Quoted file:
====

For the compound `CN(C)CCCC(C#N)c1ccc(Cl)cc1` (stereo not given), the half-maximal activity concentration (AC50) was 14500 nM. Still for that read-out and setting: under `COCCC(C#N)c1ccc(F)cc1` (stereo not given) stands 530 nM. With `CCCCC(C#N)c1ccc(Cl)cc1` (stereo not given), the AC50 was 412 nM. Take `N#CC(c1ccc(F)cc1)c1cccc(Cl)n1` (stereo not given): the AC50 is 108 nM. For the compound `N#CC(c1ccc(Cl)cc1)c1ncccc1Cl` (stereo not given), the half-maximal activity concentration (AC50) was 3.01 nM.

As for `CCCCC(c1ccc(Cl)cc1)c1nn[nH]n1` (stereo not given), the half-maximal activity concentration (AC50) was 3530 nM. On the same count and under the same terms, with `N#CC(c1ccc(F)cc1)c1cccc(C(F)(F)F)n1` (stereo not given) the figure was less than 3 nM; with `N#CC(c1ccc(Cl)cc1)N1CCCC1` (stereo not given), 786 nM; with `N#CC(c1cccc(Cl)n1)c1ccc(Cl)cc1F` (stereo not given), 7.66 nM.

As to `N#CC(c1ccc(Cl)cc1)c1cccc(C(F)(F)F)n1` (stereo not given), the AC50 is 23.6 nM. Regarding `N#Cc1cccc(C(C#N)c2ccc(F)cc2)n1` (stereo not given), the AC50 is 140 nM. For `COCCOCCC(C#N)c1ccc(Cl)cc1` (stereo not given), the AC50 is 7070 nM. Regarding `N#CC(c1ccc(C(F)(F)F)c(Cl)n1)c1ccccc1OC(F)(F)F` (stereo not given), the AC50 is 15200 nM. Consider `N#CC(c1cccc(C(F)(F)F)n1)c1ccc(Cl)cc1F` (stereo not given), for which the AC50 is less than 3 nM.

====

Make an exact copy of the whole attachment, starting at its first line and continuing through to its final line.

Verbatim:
For the compound `CN(C)CCCC(C#N)c1ccc(Cl)cc1` (stereo not given), the half-maximal activity concentration (AC50) was 14500 nM. Still for that read-out and setting: under `COCCC(C#N)c1ccc(F)cc1` (stereo not given) stands 530 nM. With `CCCCC(C#N)c1ccc(Cl)cc1` (stereo not given), the AC50 was 412 nM. Take `N#CC(c1ccc(F)cc1)c1cccc(Cl)n1` (stereo not given): the AC50 is 108 nM. For the compound `N#CC(c1ccc(Cl)cc1)c1ncccc1Cl` (stereo not given), the half-maximal activity concentration (AC50) was 3.01 nM.

As for `CCCCC(c1ccc(Cl)cc1)c1nn[nH]n1` (stereo not given), the half-maximal activity concentration (AC50) was 3530 nM. On the same count and under the same terms, with `N#CC(c1ccc(F)cc1)c1cccc(C(F)(F)F)n1` (stereo not given) the figure was less than 3 nM; with `N#CC(c1ccc(Cl)cc1)N1CCCC1` (stereo not given), 786 nM; with `N#CC(c1cccc(Cl)n1)c1ccc(Cl)cc1F` (stereo not given), 7.66 nM.

As to `N#CC(c1ccc(Cl)cc1)c1cccc(C(F)(F)F)n1` (stereo not given), the AC50 is 23.6 nM. Regarding `N#Cc1cccc(C(C#N)c2ccc(F)cc2)n1` (stereo not given), the AC50 is 140 nM. For `COCCOCCC(C#N)c1ccc(Cl)cc1` (stereo not given), the AC50 is 7070 nM. Regarding `N#CC(c1ccc(C(F)(F)F)c(Cl)n1)c1ccccc1OC(F)(F)F` (stereo not given), the AC50 is 15200 nM. Consider `N#CC(c1cccc(C(F)(F)F)n1)c1ccc(Cl)cc1F` (stereo not given), for which the AC50 is less than 3 nM.